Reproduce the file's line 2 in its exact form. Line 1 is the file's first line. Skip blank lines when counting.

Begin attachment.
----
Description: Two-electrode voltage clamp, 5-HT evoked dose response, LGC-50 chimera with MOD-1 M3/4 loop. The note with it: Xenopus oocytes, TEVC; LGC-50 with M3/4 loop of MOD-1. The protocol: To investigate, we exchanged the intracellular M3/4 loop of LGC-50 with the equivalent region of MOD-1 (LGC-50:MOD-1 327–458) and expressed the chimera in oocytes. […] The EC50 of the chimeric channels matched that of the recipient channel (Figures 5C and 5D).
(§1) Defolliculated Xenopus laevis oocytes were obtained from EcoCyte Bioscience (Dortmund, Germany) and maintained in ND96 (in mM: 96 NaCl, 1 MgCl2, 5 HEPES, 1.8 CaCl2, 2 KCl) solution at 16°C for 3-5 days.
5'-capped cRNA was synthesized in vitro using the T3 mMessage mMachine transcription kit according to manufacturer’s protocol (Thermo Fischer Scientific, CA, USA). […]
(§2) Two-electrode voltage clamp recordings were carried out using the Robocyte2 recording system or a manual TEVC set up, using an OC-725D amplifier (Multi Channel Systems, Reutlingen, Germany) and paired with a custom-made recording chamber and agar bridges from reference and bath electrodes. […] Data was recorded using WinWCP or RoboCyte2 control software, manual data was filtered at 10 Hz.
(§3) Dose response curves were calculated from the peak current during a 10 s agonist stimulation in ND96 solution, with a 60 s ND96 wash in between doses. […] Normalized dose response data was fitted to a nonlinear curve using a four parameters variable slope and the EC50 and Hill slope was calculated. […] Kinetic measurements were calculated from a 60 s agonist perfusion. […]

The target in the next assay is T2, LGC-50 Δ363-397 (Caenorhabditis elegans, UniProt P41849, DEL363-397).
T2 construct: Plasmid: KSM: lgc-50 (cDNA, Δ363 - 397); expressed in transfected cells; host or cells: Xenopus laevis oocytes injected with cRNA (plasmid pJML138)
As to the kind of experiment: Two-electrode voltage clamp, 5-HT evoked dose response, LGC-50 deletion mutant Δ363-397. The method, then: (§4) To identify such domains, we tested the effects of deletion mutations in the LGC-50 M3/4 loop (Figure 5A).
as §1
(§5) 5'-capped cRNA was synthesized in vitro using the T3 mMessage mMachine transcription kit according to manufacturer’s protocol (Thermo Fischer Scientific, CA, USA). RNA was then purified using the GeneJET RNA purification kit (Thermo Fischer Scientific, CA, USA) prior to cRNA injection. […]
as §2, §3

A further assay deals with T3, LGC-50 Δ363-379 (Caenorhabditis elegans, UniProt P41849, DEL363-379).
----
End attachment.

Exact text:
(§1) Defolliculated Xenopus laevis oocytes were obtained from EcoCyte Bioscience (Dortmund, Germany) and maintained in ND96 (in mM: 96 NaCl, 1 MgCl2, 5 HEPES, 1.8 CaCl2, 2 KCl) solution at 16°C for 3-5 days.